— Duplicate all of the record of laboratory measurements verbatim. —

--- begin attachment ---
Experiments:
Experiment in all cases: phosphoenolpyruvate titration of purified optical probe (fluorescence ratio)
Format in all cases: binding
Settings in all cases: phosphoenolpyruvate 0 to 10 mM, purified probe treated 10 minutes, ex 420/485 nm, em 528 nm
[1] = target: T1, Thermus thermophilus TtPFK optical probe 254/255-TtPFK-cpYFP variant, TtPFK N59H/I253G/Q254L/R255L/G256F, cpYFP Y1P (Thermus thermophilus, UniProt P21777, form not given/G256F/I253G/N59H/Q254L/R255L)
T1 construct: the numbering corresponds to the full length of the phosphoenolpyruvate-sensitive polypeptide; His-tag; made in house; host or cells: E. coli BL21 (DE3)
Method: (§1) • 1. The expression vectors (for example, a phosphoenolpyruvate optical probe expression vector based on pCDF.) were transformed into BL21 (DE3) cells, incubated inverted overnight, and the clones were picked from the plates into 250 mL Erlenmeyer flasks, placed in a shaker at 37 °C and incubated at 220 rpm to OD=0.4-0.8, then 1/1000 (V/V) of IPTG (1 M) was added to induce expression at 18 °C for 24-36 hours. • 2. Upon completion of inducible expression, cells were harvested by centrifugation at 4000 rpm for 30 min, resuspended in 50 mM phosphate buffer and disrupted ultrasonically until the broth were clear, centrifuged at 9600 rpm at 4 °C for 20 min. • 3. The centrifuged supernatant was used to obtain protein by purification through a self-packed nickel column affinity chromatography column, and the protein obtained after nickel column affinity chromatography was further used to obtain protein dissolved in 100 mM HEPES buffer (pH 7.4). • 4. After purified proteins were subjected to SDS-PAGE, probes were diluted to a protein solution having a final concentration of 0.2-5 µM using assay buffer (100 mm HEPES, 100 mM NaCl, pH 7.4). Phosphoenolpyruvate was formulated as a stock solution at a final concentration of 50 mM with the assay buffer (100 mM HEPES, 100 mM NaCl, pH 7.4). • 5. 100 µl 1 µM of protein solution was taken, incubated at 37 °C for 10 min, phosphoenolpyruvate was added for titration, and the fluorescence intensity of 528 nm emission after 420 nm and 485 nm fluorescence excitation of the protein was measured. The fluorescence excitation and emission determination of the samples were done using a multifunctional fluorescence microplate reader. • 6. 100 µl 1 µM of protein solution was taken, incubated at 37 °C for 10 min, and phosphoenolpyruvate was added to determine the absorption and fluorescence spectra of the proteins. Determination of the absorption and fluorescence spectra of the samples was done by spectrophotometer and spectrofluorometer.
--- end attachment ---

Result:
Experiments:
Experiment in all cases: phosphoenolpyruvate titration of purified optical probe (fluorescence ratio)
Format in all cases: binding
Settings in all cases: phosphoenolpyruvate 0 to 10 mM, purified probe treated 10 minutes, ex 420/485 nm, em 528 nm
[1] = target: T1, Thermus thermophilus TtPFK optical probe 254/255-TtPFK-cpYFP variant, TtPFK N59H/I253G/Q254L/R255L/G256F, cpYFP Y1P (Thermus thermophilus, UniProt P21777, form not given/G256F/I253G/N59H/Q254L/R255L)
T1 construct: the numbering corresponds to the full length of the phosphoenolpyruvate-sensitive polypeptide; His-tag; made in house; host or cells: E. coli BL21 (DE3)
Method: (§1) • 1. The expression vectors (for example, a phosphoenolpyruvate optical probe expression vector based on pCDF.) were transformed into BL21 (DE3) cells, incubated inverted overnight, and the clones were picked from the plates into 250 mL Erlenmeyer flasks, placed in a shaker at 37 °C and incubated at 220 rpm to OD=0.4-0.8, then 1/1000 (V/V) of IPTG (1 M) was added to induce expression at 18 °C for 24-36 hours. • 2. Upon completion of inducible expression, cells were harvested by centrifugation at 4000 rpm for 30 min, resuspended in 50 mM phosphate buffer and disrupted ultrasonically until the broth were clear, centrifuged at 9600 rpm at 4 °C for 20 min. • 3. The centrifuged supernatant was used to obtain protein by purification through a self-packed nickel column affinity chromatography column, and the protein obtained after nickel column affinity chromatography was further used to obtain protein dissolved in 100 mM HEPES buffer (pH 7.4). • 4. After purified proteins were subjected to SDS-PAGE, probes were diluted to a protein solution having a final concentration of 0.2-5 µM using assay buffer (100 mm HEPES, 100 mM NaCl, pH 7.4). Phosphoenolpyruvate was formulated as a stock solution at a final concentration of 50 mM with the assay buffer (100 mM HEPES, 100 mM NaCl, pH 7.4). • 5. 100 µl 1 µM of protein solution was taken, incubated at 37 °C for 10 min, phosphoenolpyruvate was added for titration, and the fluorescence intensity of 528 nm emission after 420 nm and 485 nm fluorescence excitation of the protein was measured. The fluorescence excitation and emission determination of the samples were done using a multifunctional fluorescence microplate reader. • 6. 100 µl 1 µM of protein solution was taken, incubated at 37 °C for 10 min, and phosphoenolpyruvate was added to determine the absorption and fluorescence spectra of the proteins. Determination of the absorption and fluorescence spectra of the samples was done by spectrophotometer and spectrofluorometer.